Atlanta, Ga. (Oct. 10, 2012) – Piedmont Healthcare recently assisted local high school students on a humanitarian mission trip to Honduras by providing medical supplies, funding and also mentoring opportunities, through a partnership with a new non-profit organization called MDJunior, created for those interested in pursuing healthcare careers.
The brainchild of Milton High School student Shaun Verma, a 17-year-old resident of Milton, Ga., MDJunior is a student-run leadership society that pairs students interested in healthcare careers with mentors who guide them.
“I wanted to inspire selfless service through mentorship by focusing on the noble aspects of the medical profession,” said Verma. “Since nearly one in three Georgia students fail to finish high school, we wanted to treat this disengagement by encouraging students to reach their full potential. I hope it will inspire others to go into medicine. The organization focuses on underserved communities both locally and globally.”
The group of MDJunior students set up field clinics in rural communities of El Campamento and Flur Azul, Honduras with supplies provided by Piedmont, including commonly needed medications and supplies such as antibiotics, hand sanitizer, gauze, tubing and surgical provisions. The students also aided with preventative public health projects, such as building latrines and bathing areas, installing a stove with a chimney and pouring concrete in homes where there had previously been only dirt floors.
Piedmont Neonatologist Deepa Ranganathan, M.D., who has been a huge advocate for the project and has served as Verma’s mentor for years, was proud to see the MDJunior group complete its first global medical-mentor mission trip and looks forward to helping the students continue to give back.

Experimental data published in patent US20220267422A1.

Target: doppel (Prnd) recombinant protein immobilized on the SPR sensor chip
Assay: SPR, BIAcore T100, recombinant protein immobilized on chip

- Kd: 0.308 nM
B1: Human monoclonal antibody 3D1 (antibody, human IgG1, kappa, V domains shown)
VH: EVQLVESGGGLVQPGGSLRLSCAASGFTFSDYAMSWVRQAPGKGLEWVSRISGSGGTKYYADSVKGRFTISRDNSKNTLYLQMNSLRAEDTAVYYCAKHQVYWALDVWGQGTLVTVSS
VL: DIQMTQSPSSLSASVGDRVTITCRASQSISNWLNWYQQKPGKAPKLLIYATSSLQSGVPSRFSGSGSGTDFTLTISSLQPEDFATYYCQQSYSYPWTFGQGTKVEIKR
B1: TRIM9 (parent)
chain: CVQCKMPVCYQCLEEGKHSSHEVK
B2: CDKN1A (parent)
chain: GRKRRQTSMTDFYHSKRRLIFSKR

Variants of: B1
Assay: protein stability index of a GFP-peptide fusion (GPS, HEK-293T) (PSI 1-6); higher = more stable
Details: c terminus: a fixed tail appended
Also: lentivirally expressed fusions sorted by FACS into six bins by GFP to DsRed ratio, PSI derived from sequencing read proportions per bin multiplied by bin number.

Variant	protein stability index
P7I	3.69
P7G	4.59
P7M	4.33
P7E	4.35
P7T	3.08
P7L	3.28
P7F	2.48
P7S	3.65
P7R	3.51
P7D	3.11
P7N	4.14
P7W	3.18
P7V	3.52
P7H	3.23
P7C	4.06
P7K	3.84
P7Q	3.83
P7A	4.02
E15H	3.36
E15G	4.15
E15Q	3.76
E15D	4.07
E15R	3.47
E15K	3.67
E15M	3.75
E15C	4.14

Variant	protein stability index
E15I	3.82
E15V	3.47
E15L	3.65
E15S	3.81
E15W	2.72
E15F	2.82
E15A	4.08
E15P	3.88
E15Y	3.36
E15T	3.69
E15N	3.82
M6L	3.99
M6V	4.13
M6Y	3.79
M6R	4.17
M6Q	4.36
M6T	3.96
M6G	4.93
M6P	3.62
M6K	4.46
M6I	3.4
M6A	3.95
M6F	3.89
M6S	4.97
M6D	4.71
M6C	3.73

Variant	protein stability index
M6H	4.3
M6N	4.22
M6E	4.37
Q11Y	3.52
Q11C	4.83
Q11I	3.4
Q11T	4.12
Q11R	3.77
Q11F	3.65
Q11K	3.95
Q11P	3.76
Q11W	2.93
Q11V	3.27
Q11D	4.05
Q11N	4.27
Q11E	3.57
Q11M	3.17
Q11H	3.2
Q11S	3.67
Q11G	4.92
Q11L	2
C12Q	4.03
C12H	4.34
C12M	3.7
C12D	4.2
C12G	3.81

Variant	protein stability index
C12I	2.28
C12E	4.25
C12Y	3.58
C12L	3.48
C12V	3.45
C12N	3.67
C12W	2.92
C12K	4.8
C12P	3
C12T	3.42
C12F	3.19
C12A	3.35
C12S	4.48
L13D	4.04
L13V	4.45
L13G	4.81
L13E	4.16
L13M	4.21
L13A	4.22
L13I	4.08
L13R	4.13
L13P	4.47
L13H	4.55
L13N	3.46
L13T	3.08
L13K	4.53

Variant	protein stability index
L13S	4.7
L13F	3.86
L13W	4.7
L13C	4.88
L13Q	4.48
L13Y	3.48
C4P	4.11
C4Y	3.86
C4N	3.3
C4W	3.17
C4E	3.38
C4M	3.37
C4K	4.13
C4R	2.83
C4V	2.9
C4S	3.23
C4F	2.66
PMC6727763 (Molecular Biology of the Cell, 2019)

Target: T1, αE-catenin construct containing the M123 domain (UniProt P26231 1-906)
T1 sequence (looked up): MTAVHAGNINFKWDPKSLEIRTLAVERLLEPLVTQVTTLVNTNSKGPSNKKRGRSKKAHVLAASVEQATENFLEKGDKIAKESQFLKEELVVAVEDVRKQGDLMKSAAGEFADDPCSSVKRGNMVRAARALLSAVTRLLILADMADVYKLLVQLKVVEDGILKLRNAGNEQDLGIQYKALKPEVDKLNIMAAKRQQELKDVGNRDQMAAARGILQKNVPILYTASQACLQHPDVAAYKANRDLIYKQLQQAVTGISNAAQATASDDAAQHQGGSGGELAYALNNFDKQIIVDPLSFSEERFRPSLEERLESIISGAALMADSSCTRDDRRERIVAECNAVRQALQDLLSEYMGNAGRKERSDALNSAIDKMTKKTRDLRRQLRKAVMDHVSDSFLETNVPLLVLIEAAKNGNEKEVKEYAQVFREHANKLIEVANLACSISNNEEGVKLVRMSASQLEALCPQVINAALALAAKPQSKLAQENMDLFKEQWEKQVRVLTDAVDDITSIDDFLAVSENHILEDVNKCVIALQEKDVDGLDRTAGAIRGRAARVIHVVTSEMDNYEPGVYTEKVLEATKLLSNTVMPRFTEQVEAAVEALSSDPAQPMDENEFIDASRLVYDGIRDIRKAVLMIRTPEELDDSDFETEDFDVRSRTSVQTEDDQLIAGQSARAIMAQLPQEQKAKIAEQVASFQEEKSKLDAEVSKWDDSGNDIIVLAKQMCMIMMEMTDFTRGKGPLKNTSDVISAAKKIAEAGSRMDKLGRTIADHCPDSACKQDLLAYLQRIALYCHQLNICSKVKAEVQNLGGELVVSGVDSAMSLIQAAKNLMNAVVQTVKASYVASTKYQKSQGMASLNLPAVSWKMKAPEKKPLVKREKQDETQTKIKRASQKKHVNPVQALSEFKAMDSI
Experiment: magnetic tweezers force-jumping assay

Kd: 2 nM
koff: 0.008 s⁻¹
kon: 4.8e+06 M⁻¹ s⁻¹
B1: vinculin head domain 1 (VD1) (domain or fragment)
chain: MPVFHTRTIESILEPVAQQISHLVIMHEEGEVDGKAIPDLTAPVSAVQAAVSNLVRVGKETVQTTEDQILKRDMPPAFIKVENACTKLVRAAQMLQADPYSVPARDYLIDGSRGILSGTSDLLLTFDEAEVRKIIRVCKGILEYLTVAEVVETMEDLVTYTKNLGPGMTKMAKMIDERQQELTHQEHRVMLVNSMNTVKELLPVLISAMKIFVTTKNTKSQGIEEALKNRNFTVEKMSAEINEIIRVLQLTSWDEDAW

“I’m passionate about MDJunior because it has the potential to give back more than we gave, by inspiring students to love and pursue medicine as a career,” said Dr. Ranganathan. “The students put so much work into this trip, from collaborating with government and private entities in Honduras to securing the necessary medical supplies and, of course, giving up their spare time to complete the mission. I’m confident these students will make great contributions to the medical field one day.”
Consulate General of Honduras Emelisa Callejas Romero said she applauds the group in their pursuit to create a more ethical, sustainable model of global health and would like to see the community get involved with MDJunior’s efforts.
Dr. Ranganathan said the recent trip was an eye-opening experience for the students, who were visibly impacted by the cultural and economic disparities between the two countries.
Adrian Armogan, a 17-year-old recent graduate from Collins High School in Lawrenceville, Ga., volunteered on the trip with the assistance of Piedmont.
“I never thought I would be putting a floor in someone’s house. Although it was a lot of hard work, the most fulfilling part was seeing how much hope it gave the family and the community as a whole,” said Armogan. “In the U.S., kids my age always want more and it’s never enough; but after I went to Honduras, I realized how grateful we should be for what we have.”
Armogan is on a pre-pharmacy track with Georgia Southern University and worked in the mission’s drug dispensary. He is also working on opening a chapter of MDJunior at Georgia Southern and has been chosen to serve as an MDJunior 2012 Global Fellow on future medical missions.
The MDJunior team was lauded for their humanitarian approach when presenting this project at two Global Public Health Conferences in Nebraska and Philadelphia.
MDJunior activities revolve around three pillars of success: knowledge, skills and attitude. Between mission trips, members job shadow, enjoy lectures from healthcare professionals who visit their chapter meetings and volunteer at humanitarian events, as they did for Piedmont Atlanta Hospital’s NICU reunion and Men’s Health Expo.
For more information on Piedmont Healthcare, visit piedmont.org. To get involved with MDJunior, visit mdjr.org.